Panasonic ToughBook CF-30 Is One Tough, Fast Rugged Notebook

By Frank Ohlhorst  |  Posted 2009-05-05 Email Print this article Print
 
 
 
 
 
 
 

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Panasonic makes substantial improvements to components and performance in the newest version of the ToughBook CF-30, adding greater processing horsepower and extended Wi-Fi range. While it’s built for punishment, the ToughBook CF-30 is still short of features that many users will miss in the field.

When evaluating a ruggedized portable system, it’s pretty hard to stay away from hackneyed expressions such as"battle tested," "takes a licking" and "tough enough." Panasonic makes avoiding those phrases even tougher. After all, the CF-30 ToughBook is battle tested, can take a licking and is tough enough for the most extreme conditions.

Make no mistake, the ToughBook CF-30 model has been around for some time and has already been a proven performer and durable enough for most any industrial use. Panasonic is constantly refining the product and adding new features or capabilities, enhancing the CF-30 as time goes on. Some would argue that a model designation change is in order, while others (especially volume buyers) like certain things such as SKUs and model numbers to stay the same to ease long-term purchasing arrangements.

Our test unit came with an Intel Core 2 Duo L9300 (1.66 GHz) CPU, 4 GBs RAM and a 149 GB Hitachi hard drive. These components are a significant step up from the original CF-30’s specifications of a L2400 CPU, 80 GB hard drive and 1 GB RAM.

Not everything has changed in this ToughBook. The new CF-30 still sports a magnesium alloy case, weatherproof access ports and a super-bright 13.3-inch touch screen display. Buyers will still find a heavy-duty carry handle and the same weatherproof keyboard and track pad. For the most part, those are good things – with the exception of the track pad, which is still not sensitive or responsive enough for most users.

Of course, keeping some elements does involve sacrifice. In the case of the ToughBook CF-30, the sacrifice amounts to the lack of an integrated webcam and optical drive – two items found on most any notebook computer today. At a cost that approaches $3,200 and a travel weight of more than 8 pounds, one would expect Panasonic to offer the same features as others in the durable notebook arena. While one can argue that those options could reduce the ruggedness of the unit, other toughed notebooks do sport those features.

Those minor complaints aside, the unit proves to be an excellent performer, scoring a Passmark Rating of 635.3 using Performance Test 7.0 from Passmark software. This is pretty speedy for a unit that is built to exceed the U.S. military’s 810F standard for rugged portable PCs.

The unit ships with Windows Vista Business Edition and a downgrade to Windows XP is available, an option that most government buyers will take. Integrated wireless rounds out the feature set and the unit’s high-gain antennas help to extend Wi-Fi range and speed. All of the ports, ranging from USB to external video to PC cards are hidden behind hinged doors around the perimeter of the machine. Those doors use rubber gaskets and positive locking mechanisms to keep out water and dirt, a job that they perform well.

For solution providers looking to sell Panasonic ToughBooks, the ideal target markets include law enforcement, major utilities, local government, construction firms and other businesses that demand mobile computers that can withstand punishment of harsh environments.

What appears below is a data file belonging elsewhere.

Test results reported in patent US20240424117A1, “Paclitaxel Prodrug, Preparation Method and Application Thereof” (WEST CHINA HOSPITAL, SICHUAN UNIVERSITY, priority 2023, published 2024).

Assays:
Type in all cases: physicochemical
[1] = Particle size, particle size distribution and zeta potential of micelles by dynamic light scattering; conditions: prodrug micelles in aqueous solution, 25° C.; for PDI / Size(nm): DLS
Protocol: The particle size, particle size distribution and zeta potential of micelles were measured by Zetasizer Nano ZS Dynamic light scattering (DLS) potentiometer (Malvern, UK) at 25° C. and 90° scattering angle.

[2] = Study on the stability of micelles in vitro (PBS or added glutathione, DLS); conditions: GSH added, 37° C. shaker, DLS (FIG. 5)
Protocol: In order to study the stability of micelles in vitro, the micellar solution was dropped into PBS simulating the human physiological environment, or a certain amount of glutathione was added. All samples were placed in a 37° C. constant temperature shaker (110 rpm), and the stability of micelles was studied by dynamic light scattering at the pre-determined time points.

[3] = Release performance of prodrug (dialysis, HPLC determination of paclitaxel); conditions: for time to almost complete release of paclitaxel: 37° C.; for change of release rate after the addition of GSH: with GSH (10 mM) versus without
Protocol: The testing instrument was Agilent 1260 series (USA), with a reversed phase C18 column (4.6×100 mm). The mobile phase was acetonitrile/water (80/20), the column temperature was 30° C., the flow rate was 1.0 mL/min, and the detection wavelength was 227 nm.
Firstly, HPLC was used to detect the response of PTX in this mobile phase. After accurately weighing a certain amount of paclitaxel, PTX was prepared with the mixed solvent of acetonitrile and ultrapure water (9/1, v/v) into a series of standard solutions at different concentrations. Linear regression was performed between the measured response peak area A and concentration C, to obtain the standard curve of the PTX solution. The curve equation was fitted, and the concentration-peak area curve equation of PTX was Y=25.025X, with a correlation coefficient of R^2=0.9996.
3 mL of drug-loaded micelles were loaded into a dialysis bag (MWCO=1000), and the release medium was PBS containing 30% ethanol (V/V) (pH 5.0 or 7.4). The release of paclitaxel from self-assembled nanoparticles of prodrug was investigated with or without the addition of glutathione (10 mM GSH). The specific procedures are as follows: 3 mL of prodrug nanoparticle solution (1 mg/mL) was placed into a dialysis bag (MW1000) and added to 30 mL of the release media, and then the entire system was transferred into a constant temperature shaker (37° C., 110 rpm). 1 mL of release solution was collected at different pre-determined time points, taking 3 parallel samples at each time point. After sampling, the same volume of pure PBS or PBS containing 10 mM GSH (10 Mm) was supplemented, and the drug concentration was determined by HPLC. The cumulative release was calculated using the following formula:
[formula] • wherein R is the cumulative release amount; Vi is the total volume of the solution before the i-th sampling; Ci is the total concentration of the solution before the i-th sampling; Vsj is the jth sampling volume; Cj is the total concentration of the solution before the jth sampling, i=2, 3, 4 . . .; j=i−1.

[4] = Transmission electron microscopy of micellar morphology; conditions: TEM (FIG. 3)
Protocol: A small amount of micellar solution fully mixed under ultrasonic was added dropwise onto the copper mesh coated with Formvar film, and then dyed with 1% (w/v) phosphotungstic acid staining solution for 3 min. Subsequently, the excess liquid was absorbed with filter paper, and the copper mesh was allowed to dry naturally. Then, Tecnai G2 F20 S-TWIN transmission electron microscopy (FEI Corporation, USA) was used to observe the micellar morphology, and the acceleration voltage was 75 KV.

Frank Ohlhorst Frank J. Ohlhorst is the Executive Technology Editor for eWeek Channel Insider and brings with him over 20 years of experience in the Information Technology field.He began his career as a network administrator and applications program in the private sector for two years before joining a computer consulting firm as a programmer analyst. In 1988 Frank founded a computer consulting company, which specialized in network design, implementation, and support, along with custom accounting applications developed in a variety of programming languages.In 1991, Frank took a position with the United States Department of Energy as a Network Manager for multiple DOE Area Offices with locations at Brookhaven National Laboratory (BNL), Princeton Plasma Physics Laboratory (PPL), Argonne National Laboratory (ANL), FermiLAB and the Ames Area Office (AMESAO). Frank's duties included managing the site networks, associated staff and the inter-network links between the area offices. He also served at the Computer Security Officer (CSO) for multiple DOE sites. Frank joined CMP Technology's Channel group in 1999 as a Technical Editor assigned to the CRN Test Center, within a year, Frank became the Senior Technical Editor, and was responsible for designing product testing methodologies, assigning product reviews, roundups and bakeoffs to the CRN Test Center staff.In 2003, Frank was named Technology Editor of CRN. In that capacity, he ensured that CRN maintained a clearer focus on technology and increased the integration of the Test Center's review content into both CRN's print and web properties. He also contributed to Netseminar's, hosted sessions at CMP's Xchange Channel trade shows and helped to develop new methods of content delivery, Such as CRN-TV.In September of 2004, Frank became the Director of the CRN Test Center and was charged with increasing the Test Center's contributions to CMP's Channel Web online presence and CMP's latest monthly publication, Digital Connect, a magazine geared towards the home integrator. He also continued to contribute to CMP's Netseminar series, Xchange events, industry conferences and CRN-TV.In January of 2007, CMP Launched CRNtech, a monthly publication focused on technology for the channel, with a mailed audience of 70,000 qualified readers. Frank was instrumental in the development and design of CRNTech and was the editorial director of the publication as well as its primary contributor. He also maintained the edit calendar, and hosted quarterly CRNTech Live events.In June 2007, Frank was named Senior Technology Analyst and became responsible for the technical focus and edit calendars of all the Channel Group's publications, including CRN, CRNTech, and VARBusiness, along with the Channel Group's specialized publications Solutions Inc., Government VAR, TechBuilder and various custom publications. Frank joined Ziff Davis Enterprise in September of 2007 and focuses on creating editorial content geared towards the purveyors of Information Technology products and services. Frank writes comparative reviews, channel analysis pieces and participates in many of Ziff Davis Enterprise's tradeshows and webinars. He has received several awards for his writing and editing, including back to back best review of the year awards, and a president's award for CRN-TV. Frank speaks at many industry conferences, is a contributor to several IT Books, holds several records for online hits and has several industry certifications, including Novell's CNE, Microsoft's MCP.Frank can be reached at frank.ohlhorst@ziffdavisenterprise.com